5. Peyton Manning might walk away from the game and retire like John Elway. Manning is 37 years old and missed the entire 2011 season after having multiple neck surgeries. There has been a lot of chatter around the Super Bowl and among players that Peyton might retire after the game. If he wins, he would be just like Elway, the former Broncos quarterback and current Broncos team executive, who won back-to-back Super Bowls to end his career. Elway had gone 0-3 in Super Bowls but won in ’97 and ’98 and retired after his second win. A connection formed between Manning and Elway, which was one of the big reasons Peyton chose to sign with Denver when he was a free agent prior to the 2012 season. That was the first time in his life Manning was a free agent.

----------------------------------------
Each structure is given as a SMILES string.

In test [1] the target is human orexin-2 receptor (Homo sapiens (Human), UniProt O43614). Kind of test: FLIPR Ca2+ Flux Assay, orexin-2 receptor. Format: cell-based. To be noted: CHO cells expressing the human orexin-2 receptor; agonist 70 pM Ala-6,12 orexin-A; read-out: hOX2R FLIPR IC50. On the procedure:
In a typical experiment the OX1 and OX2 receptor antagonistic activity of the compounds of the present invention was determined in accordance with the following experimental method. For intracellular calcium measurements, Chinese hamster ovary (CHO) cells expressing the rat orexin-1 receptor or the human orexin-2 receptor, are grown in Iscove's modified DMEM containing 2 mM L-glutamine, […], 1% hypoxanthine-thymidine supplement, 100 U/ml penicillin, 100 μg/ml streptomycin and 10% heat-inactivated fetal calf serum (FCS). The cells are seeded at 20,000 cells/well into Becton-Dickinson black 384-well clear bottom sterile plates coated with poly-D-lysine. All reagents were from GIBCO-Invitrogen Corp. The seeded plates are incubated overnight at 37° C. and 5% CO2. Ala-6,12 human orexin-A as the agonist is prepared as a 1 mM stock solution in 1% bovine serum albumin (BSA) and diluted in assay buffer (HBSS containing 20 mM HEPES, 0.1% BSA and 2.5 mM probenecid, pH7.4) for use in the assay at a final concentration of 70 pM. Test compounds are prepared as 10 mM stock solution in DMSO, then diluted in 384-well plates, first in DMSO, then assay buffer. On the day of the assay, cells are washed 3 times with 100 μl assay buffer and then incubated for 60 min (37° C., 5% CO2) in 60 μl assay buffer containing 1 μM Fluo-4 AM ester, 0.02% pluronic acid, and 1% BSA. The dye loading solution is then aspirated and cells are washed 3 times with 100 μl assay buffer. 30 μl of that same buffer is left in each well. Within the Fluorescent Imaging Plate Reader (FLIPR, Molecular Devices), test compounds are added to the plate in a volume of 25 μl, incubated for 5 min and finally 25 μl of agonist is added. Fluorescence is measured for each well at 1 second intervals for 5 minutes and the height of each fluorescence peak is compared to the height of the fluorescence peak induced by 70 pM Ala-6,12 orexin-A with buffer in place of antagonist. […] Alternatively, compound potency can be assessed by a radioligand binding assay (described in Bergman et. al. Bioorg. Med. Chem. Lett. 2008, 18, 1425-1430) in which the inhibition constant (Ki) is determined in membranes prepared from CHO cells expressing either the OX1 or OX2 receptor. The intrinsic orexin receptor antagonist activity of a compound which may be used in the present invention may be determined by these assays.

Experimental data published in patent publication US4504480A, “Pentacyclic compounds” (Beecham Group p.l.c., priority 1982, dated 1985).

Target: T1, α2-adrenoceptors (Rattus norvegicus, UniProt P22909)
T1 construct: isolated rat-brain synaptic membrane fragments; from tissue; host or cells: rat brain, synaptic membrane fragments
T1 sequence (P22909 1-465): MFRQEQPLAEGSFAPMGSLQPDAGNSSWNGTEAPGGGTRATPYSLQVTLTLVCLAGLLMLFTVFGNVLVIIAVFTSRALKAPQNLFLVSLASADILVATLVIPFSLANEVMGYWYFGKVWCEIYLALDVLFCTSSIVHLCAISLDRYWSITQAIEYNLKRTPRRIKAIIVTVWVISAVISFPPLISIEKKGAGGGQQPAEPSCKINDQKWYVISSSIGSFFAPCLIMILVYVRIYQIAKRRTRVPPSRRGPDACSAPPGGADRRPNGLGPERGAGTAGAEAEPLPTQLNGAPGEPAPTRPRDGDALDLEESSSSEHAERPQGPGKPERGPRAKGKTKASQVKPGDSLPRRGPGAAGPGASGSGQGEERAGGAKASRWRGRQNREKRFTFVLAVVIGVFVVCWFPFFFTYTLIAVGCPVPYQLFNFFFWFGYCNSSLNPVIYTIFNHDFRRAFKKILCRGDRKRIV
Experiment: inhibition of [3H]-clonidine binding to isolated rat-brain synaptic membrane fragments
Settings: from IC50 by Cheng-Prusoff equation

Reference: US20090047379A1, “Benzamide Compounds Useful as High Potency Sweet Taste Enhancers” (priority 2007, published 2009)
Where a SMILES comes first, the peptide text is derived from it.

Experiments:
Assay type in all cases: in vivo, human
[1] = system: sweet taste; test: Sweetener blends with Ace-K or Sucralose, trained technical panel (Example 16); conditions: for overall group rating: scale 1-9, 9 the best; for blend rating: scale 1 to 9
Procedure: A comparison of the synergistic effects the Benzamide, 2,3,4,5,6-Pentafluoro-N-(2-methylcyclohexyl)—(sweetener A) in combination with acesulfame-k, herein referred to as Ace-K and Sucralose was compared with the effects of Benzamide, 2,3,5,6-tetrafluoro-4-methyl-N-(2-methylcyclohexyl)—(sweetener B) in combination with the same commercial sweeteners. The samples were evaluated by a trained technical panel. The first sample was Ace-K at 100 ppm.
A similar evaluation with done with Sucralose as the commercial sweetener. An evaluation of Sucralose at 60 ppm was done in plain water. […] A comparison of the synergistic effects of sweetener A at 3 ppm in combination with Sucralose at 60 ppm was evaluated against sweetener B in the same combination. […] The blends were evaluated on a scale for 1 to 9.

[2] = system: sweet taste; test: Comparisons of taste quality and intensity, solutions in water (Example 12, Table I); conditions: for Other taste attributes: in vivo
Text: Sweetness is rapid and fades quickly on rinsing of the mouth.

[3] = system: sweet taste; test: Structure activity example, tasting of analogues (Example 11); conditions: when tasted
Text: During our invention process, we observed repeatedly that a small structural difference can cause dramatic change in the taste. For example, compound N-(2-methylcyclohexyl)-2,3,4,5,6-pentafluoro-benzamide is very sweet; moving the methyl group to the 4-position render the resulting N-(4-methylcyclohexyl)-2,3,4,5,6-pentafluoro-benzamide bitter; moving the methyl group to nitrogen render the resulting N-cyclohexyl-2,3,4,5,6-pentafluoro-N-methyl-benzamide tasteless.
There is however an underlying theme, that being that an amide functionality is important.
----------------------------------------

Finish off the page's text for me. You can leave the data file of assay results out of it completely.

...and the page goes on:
6. Richard Sherman came across as a lunatic in his postgame interview, but he’s actually really smart. Nobody was talked about more in the lead up to the Super Bowl than Sherman, and that’s because of his incredible rant after making a huge play in the NFC Championship Game to send the Seahawks to the big game. Don’t get caught thinking that Sherman is an idiot because he behaved like a crazed lunatic in the interview; he went to Stanford and was second in his high school class at Dominguez in Compton. Two other cool facts about Sherman: he started off as a wide receiver at Stanford before switching to cornerback after injuring his knee in 2008, and he also was a track star in college, excelling in the triple jump and high jump. He also is a huge student of the game — watch this video if you haven’t seen it yet.